APEC SummitPresident Obama's Asian strategy, put on hold, is taking a hit because of the stalemate over the budget and the government shutdown. Obama has decided to cut short a week-long trip to Asia to stay home and deal with the Republican-sparked crisis. His decision is getting attention in Asia. Japan's public broadcaster NHK gave their perspective in this report.

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Reporter:
Obama was to attend the Asia-Pacific Economic Cooperation Summit in Bali. He was then supposed to chair the Trans Pacific Partnership Free Trade talks there. The president's next scheduled stop was the East Asia Summit to Brunei. A White House spokesman said Obama phoned the leaders of the two host countries to express his regrets. Obama had already canceled visits to Malaysia and the Philippines.
 
 

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Are South Korea's Singing Bullies Promoting School Violence?
 
 

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Chinese Tourists Flocking to Japan Despite Tense Relations

SenkakuRelations between Japan and China are more than a little rocky at the moment. What's getting all the attention is a territorial dispute over a group of tiny, uninhabited islands south of Okinawa. Both countries claim them. The dispute has hurt Japanese travel to China. But as Japan public broadcaster NHK reports, Chinese don't seem to be deterred from visiting Japan.

 

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Reporter:
The centuries old Forbidden City is a popular site in Beijing, but take a look around and you hardly see any Japanese visitors. Travel agency owner, Sun Bo, says it's been this way for almost a year.

Sun Bo:
It's so bad, business is down 80 to 90 percent. I'm making no money at all. My business is almost in the red.

Reporter:
Sun works with a major firm in Japan to bring Japanese groups to China. But as relations remain tense between the countries, fewer Japanese are choosing to come. On the other hand, Chinese businesses arranging tours to Japan have seen a rebound in business. In the past two months, Japan's embassy in Beijing has issued 10 percent more tourist visas compared to the same time last year.

Chinese Tourist:
Political relations between China and Japan are not so good. But that has no impact at the grassroots level.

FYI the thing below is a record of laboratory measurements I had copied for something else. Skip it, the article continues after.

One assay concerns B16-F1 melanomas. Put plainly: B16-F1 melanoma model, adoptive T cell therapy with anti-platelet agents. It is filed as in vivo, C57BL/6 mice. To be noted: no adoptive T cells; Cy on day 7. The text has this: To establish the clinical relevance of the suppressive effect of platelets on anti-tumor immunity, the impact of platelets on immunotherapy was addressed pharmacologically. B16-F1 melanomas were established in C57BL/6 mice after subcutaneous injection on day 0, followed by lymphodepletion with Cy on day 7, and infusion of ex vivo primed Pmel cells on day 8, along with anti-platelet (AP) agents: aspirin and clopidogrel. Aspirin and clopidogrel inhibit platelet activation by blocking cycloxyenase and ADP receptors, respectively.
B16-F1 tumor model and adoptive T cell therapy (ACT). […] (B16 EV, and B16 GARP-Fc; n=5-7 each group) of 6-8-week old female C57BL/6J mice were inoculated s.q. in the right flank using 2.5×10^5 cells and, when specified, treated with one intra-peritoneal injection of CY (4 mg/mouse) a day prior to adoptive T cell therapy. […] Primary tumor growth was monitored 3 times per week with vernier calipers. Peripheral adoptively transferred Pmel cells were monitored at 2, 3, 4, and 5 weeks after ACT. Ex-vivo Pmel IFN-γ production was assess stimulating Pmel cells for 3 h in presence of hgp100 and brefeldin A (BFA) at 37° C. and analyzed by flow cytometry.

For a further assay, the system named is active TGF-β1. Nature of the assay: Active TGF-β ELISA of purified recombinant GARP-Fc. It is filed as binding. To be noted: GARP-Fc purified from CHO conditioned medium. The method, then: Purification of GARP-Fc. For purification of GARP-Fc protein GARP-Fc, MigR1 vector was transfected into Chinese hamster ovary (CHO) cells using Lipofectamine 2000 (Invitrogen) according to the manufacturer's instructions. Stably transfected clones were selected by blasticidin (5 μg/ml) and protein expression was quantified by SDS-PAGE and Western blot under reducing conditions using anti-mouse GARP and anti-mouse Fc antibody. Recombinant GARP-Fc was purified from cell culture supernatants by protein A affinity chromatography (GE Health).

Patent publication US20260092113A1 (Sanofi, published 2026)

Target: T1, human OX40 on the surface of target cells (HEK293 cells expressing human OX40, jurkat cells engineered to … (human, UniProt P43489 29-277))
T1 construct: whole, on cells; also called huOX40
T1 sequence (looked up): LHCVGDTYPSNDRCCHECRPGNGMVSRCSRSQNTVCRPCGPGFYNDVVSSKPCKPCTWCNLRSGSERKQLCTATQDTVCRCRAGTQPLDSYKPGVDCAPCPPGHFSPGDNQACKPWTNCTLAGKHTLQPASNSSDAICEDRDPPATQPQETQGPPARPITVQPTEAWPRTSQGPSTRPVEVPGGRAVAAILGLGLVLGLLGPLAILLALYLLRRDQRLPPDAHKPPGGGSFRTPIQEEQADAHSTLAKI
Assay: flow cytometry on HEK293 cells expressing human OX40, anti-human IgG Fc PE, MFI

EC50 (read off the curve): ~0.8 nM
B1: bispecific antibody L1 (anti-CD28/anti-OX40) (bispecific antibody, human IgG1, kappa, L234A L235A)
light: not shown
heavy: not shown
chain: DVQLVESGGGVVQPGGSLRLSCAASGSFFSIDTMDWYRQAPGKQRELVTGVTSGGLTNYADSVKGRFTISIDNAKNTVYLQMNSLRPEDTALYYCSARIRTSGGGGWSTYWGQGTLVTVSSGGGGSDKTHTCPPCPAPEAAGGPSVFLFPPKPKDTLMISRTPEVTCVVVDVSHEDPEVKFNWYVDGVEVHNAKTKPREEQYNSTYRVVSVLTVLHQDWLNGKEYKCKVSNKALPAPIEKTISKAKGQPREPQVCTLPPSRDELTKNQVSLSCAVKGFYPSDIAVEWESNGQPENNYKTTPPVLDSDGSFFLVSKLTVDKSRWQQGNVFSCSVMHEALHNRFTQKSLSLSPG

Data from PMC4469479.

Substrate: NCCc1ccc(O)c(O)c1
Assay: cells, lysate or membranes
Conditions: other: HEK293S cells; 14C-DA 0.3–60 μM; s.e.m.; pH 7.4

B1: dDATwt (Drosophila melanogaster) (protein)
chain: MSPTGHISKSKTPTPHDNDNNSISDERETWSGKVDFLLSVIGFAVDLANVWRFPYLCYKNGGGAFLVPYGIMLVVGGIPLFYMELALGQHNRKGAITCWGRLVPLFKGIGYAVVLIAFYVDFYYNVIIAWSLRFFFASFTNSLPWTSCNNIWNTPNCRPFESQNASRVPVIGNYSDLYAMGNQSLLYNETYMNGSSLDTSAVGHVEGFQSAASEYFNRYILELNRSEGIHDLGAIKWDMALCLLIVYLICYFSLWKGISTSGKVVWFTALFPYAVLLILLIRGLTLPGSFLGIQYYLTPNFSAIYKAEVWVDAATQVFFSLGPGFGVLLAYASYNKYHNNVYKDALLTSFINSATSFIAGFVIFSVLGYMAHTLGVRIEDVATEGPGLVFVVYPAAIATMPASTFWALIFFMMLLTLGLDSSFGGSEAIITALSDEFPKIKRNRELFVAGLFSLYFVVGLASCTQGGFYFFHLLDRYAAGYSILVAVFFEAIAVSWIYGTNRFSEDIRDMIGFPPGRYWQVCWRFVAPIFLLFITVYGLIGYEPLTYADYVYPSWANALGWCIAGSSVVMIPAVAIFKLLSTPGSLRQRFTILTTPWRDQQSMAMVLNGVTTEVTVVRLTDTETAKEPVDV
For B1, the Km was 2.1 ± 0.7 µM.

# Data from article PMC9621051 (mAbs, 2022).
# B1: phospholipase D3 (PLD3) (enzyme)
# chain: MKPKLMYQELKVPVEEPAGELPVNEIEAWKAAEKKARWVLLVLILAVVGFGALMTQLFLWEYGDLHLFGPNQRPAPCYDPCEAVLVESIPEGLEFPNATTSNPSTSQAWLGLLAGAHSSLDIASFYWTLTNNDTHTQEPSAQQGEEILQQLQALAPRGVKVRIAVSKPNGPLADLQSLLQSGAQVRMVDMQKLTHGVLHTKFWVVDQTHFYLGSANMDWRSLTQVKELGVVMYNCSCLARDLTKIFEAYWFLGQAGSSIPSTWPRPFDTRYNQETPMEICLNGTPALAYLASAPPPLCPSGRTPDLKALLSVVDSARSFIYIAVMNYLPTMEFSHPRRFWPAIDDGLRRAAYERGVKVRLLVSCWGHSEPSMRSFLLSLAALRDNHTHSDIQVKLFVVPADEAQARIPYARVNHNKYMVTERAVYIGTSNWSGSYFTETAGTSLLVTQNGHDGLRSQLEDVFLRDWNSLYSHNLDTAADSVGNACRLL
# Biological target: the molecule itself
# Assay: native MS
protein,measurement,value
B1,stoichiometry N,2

Reporter:
And it's not just for holidays. Japan is still attracting many young Chinese wanting to stay for an extended time. Last month, Liu Muyan began a year of studies at this school in Nagano. It's part of an exchange program set up by the Japanese government several years ago to promote mutual understanding between the countries.

Liu Muyan:
I'm sure that I can become a bridge that links the people of Japan and China.

Japanese Student:
I was expecting him to be anti-Japanese, but he is seeker to learn all he can about Japan. And his Japanese is good. This experience taught me not to be misled what other say.

Reporter:
This expert says people like Liu are exactly what Japan and China need.

Satoshi Amako: The scale of misunderstanding may grow time goes by, but exchanges are taking place between people from the two countries on a daily bases. Those people deserve our attention. I think they should have more prominence.

Reporter:
So while the governments of Japan and China continue to seek ways to mend ties, some regular people are already forging ahead. Improving relations and understanding to strengthen ties.

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Pakistan is reeling from a horrific suicide bombing. More than 80 people were killed and more than a hundred others were injured after an Episcopalian church was attacked. Here's Japan's public broadcaster NHK.

 

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Reporter:
Two suicide bombers blew themselves up among hundreds of worshippers in a church in Peshawar. Sectarian violence between majority Sunni and minority Shi'a groups has been rampant. But attacks against Christians have been rare in the predominant Muslim country. A local Islamic extremist group has claimed responsibility. They said all non-Muslim groups are targets and the attack was to retaliate against US drone strikes in Pakistan. Christians called for an end to the violence. They protested across the country including the capital, Islamabad, and in Karachi in the south.